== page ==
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Chatter Around the World – 155

Chatter Around the World is a curated weekly update of articles related to economics, investing, dividends and personal finance. In these weekly updates, I also capture my blog updates and news related to my portfolio holdings.

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Global Corporate Defaults On Pace To Surpass Financial Crisis Record

Let’s dive into the links that caught my attention this week.

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Where to Get Good Dividend Investment Ideas

This is a guest contribution from Ben Reynolds.  Ben runs Sure Dividend, which is dedicated to finding high quality dividend growth stocks suitable for long-term investing using The 8 Rules of Dividend Investing.

The historical average price-to-earnings ratio for the S&P 500 is 15.6.  The S&P 500’s current price-to-earnings ratio is 24.2.  From a historical perspective, the market is very clearly overvalued.

It’s important to remember that the stock market is made up of individual stocks.  Not every member of the S&P 500 has a price-to-earnings ratio of 24.2.  Some are much higher, others much lower.

It is still possible to find great businesses trading at fair or better prices in today’s market.  This article takes a look at several different tools and lists to do just that.

Dividend Idea Generator #1:  Other Dividend Investors Portfolios

Many dividend bloggers share their own portfolios for others to view.  You can see Sabeel’s portfolio here (of Roadmap 2 Retire).  Sabeel’s portfolio is loaded with both high yield and high quality dividend growth stocks.

An example is Archer-Daniels-Midland (ADM).  Archer-Daniels-Midland currently has a dividend yield of 2.9% and price-to-earnings ratio of 16.1.  The company’s forward price-to-earnings ratio is even lower at 14.3.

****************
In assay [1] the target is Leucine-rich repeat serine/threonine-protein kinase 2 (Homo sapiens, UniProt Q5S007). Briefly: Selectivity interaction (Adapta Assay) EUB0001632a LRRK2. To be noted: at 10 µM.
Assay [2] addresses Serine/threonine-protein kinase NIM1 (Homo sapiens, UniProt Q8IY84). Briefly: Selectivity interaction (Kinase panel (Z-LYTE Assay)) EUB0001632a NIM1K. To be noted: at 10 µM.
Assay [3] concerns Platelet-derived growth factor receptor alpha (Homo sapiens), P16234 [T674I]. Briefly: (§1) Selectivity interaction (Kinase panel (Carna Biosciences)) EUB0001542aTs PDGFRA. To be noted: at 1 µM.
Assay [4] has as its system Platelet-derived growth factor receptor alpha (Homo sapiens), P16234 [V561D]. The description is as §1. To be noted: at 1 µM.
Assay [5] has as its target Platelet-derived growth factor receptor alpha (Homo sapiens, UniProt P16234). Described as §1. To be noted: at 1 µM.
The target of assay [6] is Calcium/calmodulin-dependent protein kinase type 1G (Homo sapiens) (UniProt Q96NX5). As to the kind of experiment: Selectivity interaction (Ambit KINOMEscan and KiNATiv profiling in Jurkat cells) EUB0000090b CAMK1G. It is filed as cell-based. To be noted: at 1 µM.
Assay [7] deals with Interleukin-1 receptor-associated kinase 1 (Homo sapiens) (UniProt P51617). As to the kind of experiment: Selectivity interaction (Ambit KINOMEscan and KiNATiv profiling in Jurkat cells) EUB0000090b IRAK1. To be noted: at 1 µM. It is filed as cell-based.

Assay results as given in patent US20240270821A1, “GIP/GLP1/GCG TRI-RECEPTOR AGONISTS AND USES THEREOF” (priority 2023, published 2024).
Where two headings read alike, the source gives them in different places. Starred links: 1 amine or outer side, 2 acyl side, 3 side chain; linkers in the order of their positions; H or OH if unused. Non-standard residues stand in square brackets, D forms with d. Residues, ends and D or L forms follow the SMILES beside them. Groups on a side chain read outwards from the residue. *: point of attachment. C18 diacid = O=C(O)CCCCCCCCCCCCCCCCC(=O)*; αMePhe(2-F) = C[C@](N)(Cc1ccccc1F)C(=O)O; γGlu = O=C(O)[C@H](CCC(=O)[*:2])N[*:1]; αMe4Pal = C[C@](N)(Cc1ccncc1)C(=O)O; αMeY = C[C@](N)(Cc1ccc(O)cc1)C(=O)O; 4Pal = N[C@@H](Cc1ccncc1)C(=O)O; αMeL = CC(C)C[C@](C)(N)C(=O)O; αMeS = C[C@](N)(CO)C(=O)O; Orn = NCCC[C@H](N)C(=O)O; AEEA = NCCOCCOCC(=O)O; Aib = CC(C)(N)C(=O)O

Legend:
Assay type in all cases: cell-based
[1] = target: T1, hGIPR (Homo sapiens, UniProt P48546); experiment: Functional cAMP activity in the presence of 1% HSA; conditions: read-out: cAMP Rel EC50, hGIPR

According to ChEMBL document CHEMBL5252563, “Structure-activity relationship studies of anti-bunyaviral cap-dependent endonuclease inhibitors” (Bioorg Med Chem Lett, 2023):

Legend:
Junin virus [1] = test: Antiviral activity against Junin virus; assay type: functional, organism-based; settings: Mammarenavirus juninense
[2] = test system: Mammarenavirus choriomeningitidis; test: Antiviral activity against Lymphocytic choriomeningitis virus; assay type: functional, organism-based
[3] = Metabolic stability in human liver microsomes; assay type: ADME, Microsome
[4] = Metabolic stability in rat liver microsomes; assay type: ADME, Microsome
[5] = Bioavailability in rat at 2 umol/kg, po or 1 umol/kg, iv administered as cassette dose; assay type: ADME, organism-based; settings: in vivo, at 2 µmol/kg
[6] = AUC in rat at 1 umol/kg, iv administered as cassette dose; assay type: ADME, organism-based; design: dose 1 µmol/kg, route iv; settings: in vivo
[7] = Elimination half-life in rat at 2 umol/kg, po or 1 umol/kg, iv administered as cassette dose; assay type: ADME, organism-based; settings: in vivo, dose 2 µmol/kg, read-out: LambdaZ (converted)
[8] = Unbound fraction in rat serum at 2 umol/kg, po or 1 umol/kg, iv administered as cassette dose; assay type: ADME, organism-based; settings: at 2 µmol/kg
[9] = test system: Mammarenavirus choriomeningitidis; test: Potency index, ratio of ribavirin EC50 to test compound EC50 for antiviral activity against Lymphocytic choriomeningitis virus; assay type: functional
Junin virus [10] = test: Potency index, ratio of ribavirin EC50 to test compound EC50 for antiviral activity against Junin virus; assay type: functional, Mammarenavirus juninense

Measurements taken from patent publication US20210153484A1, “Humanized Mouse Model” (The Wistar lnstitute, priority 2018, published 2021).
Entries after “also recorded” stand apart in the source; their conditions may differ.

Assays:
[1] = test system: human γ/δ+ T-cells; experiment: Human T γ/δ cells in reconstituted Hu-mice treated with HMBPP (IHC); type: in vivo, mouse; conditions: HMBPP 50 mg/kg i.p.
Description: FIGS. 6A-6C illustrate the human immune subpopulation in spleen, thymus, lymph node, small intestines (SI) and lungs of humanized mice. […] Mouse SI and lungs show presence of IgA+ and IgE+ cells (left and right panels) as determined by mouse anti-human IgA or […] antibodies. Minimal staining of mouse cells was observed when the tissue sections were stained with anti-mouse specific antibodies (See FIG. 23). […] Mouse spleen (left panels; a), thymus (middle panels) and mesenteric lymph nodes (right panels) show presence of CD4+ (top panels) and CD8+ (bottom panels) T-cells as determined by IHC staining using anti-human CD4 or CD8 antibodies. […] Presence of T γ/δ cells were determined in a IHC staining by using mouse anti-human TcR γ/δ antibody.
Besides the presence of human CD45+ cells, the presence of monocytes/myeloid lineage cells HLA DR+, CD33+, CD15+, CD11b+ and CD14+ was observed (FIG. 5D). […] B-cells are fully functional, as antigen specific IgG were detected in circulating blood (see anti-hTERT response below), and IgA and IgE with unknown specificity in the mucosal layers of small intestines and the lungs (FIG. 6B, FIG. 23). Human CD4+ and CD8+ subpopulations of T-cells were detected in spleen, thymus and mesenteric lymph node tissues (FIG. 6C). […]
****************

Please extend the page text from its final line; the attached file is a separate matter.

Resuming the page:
Archer-Daniels-Midland is a has paid increasing dividends for 41 consecutive.  The company is also the largest farm procucts company in North America by a wide margin with its $24.8 billion market cap.  For comparison, its next largest competitor Bunge (BG) has a market cap of $8.2 billion.

You can read more about Sabeel’s purchase of Archer-Daniels-Midland here.

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Option Assignment – The Jean Coutu Group

Another position exits my portfolio. Earlier in the month, I had written a covered call option on The Jean Coutu Group (PJC.A.TO). The option expired on Friday Jul 15, 2016 with the stock ending up in-the-money, which resulted in the stock getting called away. I owned PJC.A.TO for approximately two and a half years and the company has traded sideways during the duration, although it reached a high of mid-$20s about a year ago.

I still believe in the long term growth of PJC and sad to see this stock get called away, but its a risk you take with options trading. Making a decent profit and staying in cash during these volatile times isn’t so bad I suppose…so I’m not complaining.

Overall gains (including dividends and option premiums): 17.88%